Formed by the members Jen DM and Rick Gradone, this duo is a deliciously catty pop machine that may very well be performance art in disguise. Every one of their singles could have been collected from the ruminations of the most attitude-filled, delusional drag queens. A creation called “Amazing” pretty much sums up the entire “I don’t care if you don’t like it because I’m amazing” fantasia that, although could have been mined entirely from a transvestite’s internal monologue, might easily have danced out of any reality TV show’s participant’s mouth, masking a deep-seated insecurity and possible psychosis. (Why else would they agree to be on television, dummy?) It’s the duo’s delirium that sets them apart from any other dance or pop acts.
The band’s videos remind me of old 70s and 80s Japanese commercials, but acted out by gender-bending transvestites in faux Amy Winehouse beehive hairdos and Stevie Nicks’s Goth night outfits. The only proper reaction to any of these videos is the following question: “is this on purpose?” (They also remind me very much of Eurovision and most of Eastern Europe’s ideas of what is supposedly cool.)
But their crowning glory remains the dance club smash “I’m Not Madonna”.
This is a knowing, winking but extremely savvy pop single that trumps any self-referential attempts by the Jersey Shore kids. Why? Because their brand of irony is rooted in a need to self-deprecate that is hampered by the fact that they think they’re being smart. The protagonist in “I’m Not Madonna” has the delusion without the irony, and that makes the entire performance that much more exciting and accomplished. They’re not doing it to seem smarter than they already are, and the hell with anyone with doesn’t like it. It reminds me of what Amy Poehler said to Jimmy Fallon during a rehearsal on SNL, when he told her to stop a gag because he didn’t like it: “I don’t fucking care if you don’t like it!”
Before I discuss this sooner, please listen to their Soundcloud here and then join me after the jump.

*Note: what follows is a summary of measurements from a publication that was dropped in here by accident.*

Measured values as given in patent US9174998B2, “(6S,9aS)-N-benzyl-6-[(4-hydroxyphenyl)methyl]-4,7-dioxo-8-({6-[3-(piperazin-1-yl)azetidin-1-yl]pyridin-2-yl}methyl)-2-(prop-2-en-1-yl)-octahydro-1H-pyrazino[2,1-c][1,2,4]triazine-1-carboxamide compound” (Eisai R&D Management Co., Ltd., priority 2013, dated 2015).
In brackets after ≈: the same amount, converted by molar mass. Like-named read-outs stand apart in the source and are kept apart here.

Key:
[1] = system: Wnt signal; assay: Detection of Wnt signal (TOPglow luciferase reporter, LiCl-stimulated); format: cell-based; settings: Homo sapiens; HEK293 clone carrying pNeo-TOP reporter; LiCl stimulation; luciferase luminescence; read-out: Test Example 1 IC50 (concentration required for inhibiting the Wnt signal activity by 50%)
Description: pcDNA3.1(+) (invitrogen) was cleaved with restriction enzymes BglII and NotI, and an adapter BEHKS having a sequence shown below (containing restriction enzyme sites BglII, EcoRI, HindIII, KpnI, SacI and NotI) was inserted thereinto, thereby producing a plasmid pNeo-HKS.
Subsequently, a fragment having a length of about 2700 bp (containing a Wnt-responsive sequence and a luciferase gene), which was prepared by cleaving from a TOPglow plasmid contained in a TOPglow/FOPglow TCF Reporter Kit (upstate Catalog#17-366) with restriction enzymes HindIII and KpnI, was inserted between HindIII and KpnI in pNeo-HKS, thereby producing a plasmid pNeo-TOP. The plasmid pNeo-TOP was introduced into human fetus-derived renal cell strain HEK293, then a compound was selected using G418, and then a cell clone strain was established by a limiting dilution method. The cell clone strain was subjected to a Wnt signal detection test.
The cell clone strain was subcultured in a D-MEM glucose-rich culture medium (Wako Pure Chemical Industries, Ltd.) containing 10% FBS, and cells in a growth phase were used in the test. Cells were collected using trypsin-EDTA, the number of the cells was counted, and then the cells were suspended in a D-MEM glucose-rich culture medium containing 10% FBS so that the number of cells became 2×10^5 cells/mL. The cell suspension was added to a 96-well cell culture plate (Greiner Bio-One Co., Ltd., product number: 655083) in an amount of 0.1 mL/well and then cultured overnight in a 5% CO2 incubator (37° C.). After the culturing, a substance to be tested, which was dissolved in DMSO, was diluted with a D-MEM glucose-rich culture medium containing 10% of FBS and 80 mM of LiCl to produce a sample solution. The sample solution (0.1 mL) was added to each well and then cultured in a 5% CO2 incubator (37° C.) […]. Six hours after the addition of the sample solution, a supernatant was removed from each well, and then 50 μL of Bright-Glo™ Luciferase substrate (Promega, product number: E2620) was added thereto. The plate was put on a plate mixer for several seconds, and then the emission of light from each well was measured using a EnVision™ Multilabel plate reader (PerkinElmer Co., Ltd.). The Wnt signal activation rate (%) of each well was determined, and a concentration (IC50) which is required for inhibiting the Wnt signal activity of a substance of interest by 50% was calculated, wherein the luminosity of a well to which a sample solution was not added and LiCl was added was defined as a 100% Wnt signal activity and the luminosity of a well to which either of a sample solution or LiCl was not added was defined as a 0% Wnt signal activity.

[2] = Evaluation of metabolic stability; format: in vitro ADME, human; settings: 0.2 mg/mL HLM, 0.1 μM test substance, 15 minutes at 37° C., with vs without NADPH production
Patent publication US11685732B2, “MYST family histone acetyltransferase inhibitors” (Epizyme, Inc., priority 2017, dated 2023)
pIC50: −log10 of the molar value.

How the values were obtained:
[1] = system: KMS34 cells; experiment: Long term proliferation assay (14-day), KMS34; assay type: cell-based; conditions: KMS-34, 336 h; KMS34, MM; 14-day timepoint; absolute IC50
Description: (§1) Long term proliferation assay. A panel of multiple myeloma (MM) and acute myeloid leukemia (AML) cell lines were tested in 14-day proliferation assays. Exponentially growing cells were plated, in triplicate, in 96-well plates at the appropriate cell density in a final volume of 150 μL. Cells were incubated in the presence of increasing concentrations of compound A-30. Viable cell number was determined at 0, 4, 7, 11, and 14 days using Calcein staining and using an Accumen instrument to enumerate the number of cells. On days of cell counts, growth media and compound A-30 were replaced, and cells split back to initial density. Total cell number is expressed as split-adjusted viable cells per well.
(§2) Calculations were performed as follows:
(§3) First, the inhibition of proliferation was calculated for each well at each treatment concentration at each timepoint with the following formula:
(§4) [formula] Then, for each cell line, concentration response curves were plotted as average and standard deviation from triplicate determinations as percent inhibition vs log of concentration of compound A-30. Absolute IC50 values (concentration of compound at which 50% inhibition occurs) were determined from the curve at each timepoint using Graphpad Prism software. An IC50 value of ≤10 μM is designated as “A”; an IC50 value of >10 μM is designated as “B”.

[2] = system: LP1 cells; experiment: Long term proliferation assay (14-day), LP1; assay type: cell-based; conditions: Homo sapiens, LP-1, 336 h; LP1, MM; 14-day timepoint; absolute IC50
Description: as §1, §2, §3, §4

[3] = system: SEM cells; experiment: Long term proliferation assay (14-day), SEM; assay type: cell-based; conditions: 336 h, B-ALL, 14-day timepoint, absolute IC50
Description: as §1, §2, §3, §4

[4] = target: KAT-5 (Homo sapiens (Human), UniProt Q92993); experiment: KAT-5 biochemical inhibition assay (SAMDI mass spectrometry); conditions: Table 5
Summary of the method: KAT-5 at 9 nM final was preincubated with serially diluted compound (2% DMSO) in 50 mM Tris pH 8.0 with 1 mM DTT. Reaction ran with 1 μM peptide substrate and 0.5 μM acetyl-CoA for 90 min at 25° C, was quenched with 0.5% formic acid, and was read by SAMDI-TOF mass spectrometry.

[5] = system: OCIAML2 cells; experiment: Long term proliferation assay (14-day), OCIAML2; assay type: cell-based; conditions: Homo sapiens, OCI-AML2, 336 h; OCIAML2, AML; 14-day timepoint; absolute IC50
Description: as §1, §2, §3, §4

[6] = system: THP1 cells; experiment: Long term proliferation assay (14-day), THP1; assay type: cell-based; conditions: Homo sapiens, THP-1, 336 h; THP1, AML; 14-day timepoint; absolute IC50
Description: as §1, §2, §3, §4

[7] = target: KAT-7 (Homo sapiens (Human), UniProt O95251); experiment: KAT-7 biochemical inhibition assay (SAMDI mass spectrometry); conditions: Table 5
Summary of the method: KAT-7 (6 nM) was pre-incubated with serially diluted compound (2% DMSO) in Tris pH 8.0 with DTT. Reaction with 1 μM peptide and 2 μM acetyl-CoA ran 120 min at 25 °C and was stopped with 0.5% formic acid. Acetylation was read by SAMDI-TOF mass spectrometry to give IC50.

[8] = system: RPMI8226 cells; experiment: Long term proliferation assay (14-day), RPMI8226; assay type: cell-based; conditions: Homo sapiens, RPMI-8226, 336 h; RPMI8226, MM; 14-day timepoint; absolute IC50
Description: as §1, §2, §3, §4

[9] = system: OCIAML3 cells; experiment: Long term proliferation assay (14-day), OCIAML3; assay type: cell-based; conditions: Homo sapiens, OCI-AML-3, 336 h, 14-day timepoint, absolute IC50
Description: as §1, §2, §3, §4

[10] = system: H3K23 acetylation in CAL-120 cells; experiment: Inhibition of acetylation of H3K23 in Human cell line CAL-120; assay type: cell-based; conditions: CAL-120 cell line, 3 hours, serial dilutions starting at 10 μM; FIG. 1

Welcome back! Did you enjoy that slice of sonic nirvana?
|Is this on purpose?|
You’ll likely have noticed that the speaker suffers – although she’d prefer to disagree – from incurable fantasia. She has a level of delusion that Tina Fey would likely compare to “a level usually reserved for popes and drag queens” (have you read Bossypants yet? If not, why not?). It’s rare that you see such a level of delusion without self-awareness translated into song, but this performance hits it squarely on the mark. It’s as if too much hard candy (another Madge reference – everybody drink!) had swept its way into her drug-addled brain and the line between performance and all-consuming belief has blurred.
This is, in other words, quite possibly the funnest, catchiest song on self-delusion since J. Lo tried to make us all believe she was still “Jenny from the Block”. Nice try.
The genius in Hi Fashion’s music is that they create music with character in mind. They do not sing about their own personal feelings and try to add a dance beat to it. They are not using music as catharsis and as a free form of therapy. Screw your feelings. The idea is to create music the way the best poets compose poetry: start with the speaker. Give the speaker an alternative persona or character, separate and apart from yourself, and think to yourself: what would that person say? Then just go with it from there. Hi Fashion understands that some of the worst art comes from internalizing experience and turning pain into song. While that might work for Lady Gaga, not all emotional car wrecks make for good art. Heck, if you visit the “about” page on their website, you don’t get a standard biography, but rather a cheeky interview so insubstantial yet well-assembled that Jerry Seinfeld would be proud. Good for Hi Fashion on making cheeky, fun dance music.
Hi Fashion released their first EP, Sprechen Sie Hi Fashion?, on July 26. For more information, visit the band’s website and also their Facebook page. You should also visit their amazing YouTube channel and the rest of their SoundCloud. And below: a recent performance of “I’m Not Madonna”.